LOS ANGELES -- The comeback story of Juan Uribe was already amazing, after the third baseman had an outstanding regular season both at the plate and in the field. But on Monday night Uribe's redemption took a turn toward the sublime with his NLDS-winning two-run home run in the eighth inning off David Carpenter of the Braves.
Carpenter had allowed right-handed batters to hit just .183/.239/.268 with three home runs in 157 plate appearances during the regular season. But as tough a situation as that was, the Braves' all-world closer Craig Kimbrel was warming up in the bullpen.
"Our backs were up against it. We knew we needed to get something done because they had Craig Kimbrel getting ready," said catcher A.J. Ellis. "When he comes in the game it's basically like our closer, the game's over."
But with a leadoff double against Carpenter by Yasiel Puig, the Dodgers didn't so much need a home run from Uribe as they did a base hit to score the tying run. The only problem was, Uribe wasn't given that chance, as manager Don Mattingly called for a sacrifice bunt with nobody out and the tying run already in scoring position.
Uribe failed twice to get the bunt down, then crushed a hanging breaking ball into the left field bullpen to give the Dodgers the lead and send Dodger Stadium into a frenzy.
"I'm thinking the one thing is, I can't let the pitcher beat me. They can't beat me and I need to do my job. Try to move the runner and they gave me a hanging breaking ball, see the ball, and hit it," Uribe said. "I tried to go to right field, and I think that's why I've got time to see the breaking ball. You know, I tried to go to right field to get the run. I'm thinking that's what helped me to see the breaking ball better."
"I'm so happy he didn't get the bunt down," said Ellis. "I've never heard a louder stadium in my entire life. Just a great, great feeling."
"They say you're not supposed to bunt," said Mattingly with a sheepish grin. "Eric tells me don't bunt, but it worked out today."
What a difference a year makes for Uribe, who a year ago was riding the bench. He hit .199/.262/.289 in the first two seasons combined of his three-year, $21 million contract signed before 2011. But after losing his job to Luis Cruz in the second half of 2012, Uribe wasn't even an option off the bench. He started once in the final 66 games of the season an had just one plate appearance over the last 24 games.
But he never complained, and in fact embraced and mentored Cruz at third base.
"He's been great. Last year at the end of the year was unbelievable. I've said it so many times. He gained so much respect in our clubhouse at the end of our season last year the way he treated Luis Cruz. To me that was huge. We talked about it in the last meeting we had, how good of a teammate Juan was," Mattingly said. "It's just good to see him have this kind of a year."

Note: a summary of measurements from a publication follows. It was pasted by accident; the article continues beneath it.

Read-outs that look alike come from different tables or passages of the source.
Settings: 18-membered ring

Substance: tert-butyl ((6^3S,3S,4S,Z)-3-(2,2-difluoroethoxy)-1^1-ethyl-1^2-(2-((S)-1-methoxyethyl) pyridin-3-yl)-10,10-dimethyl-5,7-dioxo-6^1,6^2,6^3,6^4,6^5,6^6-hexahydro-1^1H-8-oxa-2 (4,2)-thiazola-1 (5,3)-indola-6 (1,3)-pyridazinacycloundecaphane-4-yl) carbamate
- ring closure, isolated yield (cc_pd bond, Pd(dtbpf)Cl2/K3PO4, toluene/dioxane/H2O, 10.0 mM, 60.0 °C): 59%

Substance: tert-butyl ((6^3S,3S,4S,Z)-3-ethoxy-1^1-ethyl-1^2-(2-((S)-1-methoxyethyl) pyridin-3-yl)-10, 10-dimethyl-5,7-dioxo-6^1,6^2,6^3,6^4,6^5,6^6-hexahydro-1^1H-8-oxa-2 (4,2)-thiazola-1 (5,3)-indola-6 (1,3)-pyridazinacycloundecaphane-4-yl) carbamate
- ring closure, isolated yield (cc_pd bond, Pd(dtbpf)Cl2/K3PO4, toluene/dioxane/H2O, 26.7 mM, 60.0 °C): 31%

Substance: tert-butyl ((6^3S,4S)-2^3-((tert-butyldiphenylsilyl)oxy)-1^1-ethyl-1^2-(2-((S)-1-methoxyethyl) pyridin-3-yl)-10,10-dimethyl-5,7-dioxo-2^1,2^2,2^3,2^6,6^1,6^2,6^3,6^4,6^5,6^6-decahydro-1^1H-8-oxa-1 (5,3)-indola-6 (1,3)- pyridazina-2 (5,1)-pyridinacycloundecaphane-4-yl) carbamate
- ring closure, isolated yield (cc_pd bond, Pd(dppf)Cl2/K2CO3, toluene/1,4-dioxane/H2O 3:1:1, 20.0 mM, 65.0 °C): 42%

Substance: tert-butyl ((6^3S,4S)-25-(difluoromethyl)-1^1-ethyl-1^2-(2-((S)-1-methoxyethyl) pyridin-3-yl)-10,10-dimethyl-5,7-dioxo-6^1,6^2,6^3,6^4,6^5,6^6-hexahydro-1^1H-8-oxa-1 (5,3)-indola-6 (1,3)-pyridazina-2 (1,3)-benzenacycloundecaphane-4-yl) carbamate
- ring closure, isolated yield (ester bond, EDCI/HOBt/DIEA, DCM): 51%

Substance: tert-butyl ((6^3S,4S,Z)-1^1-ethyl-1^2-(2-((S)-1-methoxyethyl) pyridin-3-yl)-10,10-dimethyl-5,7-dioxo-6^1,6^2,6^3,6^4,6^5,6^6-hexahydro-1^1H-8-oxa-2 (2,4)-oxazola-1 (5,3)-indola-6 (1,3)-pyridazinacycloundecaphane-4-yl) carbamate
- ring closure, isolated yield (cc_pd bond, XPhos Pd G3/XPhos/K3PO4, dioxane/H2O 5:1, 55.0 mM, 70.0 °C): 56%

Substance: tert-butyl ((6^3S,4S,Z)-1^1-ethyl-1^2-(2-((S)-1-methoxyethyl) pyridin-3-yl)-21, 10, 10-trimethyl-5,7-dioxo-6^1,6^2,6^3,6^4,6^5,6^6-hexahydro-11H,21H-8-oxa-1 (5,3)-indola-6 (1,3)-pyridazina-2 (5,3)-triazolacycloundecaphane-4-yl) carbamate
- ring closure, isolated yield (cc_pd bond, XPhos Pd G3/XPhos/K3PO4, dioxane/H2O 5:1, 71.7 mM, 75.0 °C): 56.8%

For over a year I had a farewell Uribe post partially pre-written saved as a draft ready to go upon his eventual release. But that never happened, and the Dodgers are reaping the benefits now.
"Regardless what Juan did the past two years, Juan has been, I think consensus, he's probably been the most liked teammate we have," said Clayton Kershaw. "He's an incredible guy. He's always the same no matter what. You couldn't tell of he's 1-for-30 or 30-for-30. The way he plays, I just couldn't be happier for him. I love him to death."
He hit .278/.331/.438 with 12 home runs and 22 doubles in 2013, and played Gold Glove-caliber defense at third base. He hit .375 (6-for-16) with two home runs and a double in the NLDS against the Braves.
"If you ask everyone in this clubhouse who is their favorite teammate, 95 percent will tell you Juan Uribe," said Ellis.
Uribe, who won World Series titles with the White Sox in 2005 (with Monday night Atlanta starter Freddy Garcia winning the final game!) and with San Francisco in 2010, called Monday's home run the best moment of his career.
"This moment today, this is what I tell my teammates. A lot of people want to be in the moment that we have right now, and this moment we'll never forget," Uribe said. "Today, what we did today I'll never forget this moment. I think a lot of people feel like that."